Consumer Confidential: Mean money, Google phones, wiener war

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Here’s your maybe-baby Monday roundup of consumer news from around the Web:

-- It pays to be mean. According to a new study, ‘agreeable’ workers make significantly less money than their nastier counterparts, with the gap wider among men. The study, titled ‘Do Nice Guys -- and Gals -- Really Finish Last?’, uses survey data to examine ‘agreeableness’ and finds that men who disagree with others often make 18%, or $9,772 annually, more in salary than those who agree with colleagues. The salary disparity is far less among women, with disagreeable females making 5%, or $1,828, more than nicer women. As Cornell professor Beth Livingston, who co-authored the study with Timothy Judge of the University of Notre Dame and Charlice Hurst of the University of Western Ontario, told the Wall Street Journal: ‘Nice guys are getting the shaft.’


-- Google is diving deeper into the smartphone business by purchasing Motorola Mobility Holdings for $12.5 billion. The deal gives Google its own in-house hardware operation, potentially enabling it to challenge rival Apple on better terms but also raising questions for partners like Samsung Electronics that license Google’s Android operating system. It also gives Google ownership of a huge trove of patents that it will be able to use to defend itself amid an increasing fierce war over intellectual property among technology companies. Google expects to complete the transaction by early 2012, and it’s been approved by the boards of both companies.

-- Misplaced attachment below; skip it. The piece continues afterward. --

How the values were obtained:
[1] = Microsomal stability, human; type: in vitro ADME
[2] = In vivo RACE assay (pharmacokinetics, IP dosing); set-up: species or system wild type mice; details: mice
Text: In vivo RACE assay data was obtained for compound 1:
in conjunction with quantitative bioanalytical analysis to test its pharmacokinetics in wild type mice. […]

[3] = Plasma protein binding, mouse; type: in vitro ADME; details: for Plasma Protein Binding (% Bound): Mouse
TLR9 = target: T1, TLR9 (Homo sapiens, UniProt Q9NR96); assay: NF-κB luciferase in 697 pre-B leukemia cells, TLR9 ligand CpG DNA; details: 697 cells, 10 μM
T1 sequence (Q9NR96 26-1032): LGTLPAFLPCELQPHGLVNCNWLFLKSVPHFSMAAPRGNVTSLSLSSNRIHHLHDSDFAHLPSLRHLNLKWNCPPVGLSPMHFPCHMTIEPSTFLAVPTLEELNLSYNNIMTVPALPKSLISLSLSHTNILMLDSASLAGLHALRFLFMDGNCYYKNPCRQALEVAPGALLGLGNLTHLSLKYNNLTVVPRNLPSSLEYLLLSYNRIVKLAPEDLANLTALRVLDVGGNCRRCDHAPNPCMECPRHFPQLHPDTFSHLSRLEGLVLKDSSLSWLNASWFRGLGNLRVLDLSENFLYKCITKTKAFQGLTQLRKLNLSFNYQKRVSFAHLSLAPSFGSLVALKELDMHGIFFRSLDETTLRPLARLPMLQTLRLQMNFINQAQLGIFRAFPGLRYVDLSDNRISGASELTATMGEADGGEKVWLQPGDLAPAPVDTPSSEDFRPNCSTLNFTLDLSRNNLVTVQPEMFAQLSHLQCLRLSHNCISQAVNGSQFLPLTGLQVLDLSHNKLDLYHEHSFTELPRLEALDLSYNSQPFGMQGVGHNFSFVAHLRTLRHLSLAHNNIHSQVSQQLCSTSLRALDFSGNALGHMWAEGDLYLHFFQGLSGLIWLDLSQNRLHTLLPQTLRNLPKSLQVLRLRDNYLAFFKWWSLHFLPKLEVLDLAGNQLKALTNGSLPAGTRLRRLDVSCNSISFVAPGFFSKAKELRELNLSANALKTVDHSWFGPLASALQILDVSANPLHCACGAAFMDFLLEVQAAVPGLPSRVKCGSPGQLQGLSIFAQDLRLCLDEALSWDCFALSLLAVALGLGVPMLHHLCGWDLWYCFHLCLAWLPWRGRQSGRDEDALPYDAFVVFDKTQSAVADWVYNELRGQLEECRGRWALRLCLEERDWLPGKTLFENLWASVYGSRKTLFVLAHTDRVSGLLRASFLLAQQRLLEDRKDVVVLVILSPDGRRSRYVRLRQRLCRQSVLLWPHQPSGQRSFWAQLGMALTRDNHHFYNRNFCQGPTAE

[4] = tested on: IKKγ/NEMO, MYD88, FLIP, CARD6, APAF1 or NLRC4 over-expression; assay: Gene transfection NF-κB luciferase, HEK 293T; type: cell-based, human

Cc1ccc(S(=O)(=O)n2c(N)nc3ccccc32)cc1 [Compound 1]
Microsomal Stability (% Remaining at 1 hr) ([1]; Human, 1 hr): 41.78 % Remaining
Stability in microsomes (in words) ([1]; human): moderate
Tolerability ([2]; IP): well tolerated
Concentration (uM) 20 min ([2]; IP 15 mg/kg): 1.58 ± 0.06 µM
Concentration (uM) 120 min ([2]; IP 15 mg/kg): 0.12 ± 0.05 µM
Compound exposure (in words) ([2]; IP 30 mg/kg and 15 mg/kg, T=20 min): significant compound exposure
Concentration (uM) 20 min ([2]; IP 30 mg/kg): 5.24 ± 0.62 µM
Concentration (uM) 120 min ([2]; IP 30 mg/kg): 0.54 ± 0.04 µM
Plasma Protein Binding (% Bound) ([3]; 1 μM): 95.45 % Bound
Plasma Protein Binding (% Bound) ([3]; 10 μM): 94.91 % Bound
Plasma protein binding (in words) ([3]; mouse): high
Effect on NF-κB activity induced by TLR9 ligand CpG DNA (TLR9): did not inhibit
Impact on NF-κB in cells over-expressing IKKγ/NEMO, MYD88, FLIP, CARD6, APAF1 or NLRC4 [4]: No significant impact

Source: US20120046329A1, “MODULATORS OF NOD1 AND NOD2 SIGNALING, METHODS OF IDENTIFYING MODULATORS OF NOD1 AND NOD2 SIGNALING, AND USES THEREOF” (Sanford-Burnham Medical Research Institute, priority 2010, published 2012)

--The wiener war is underway in federal court. The nation’s two largest hot dog makers have taken their legal beefs to a judge, who opened a trial Monday on whether the rivals behind Oscar Mayer and Ball Park franks broke false-advertising laws in their efforts to become top dog. The dispute pits Chicago-area companies Sara Lee, which makes Ball Park franks, against Kraft Foods, which makes Oscar Mayer. Sara Lee fired the first volley in a 2009 lawsuit singling out Oscar Mayer ads that brag its dogs beat out Ball Park franks in a national taste test. Those tests, Sara Lee argues, stacked the deck against Ball Park in part by altering the way the hot dogs were cooked and served. Kraft filed its own lawsuit in 2009, alleging that Sara Lee ran false and deceptive ads including a campaign in which Ball Parks are heralded as ‘America’s Best Franks.’

-- David Lazarus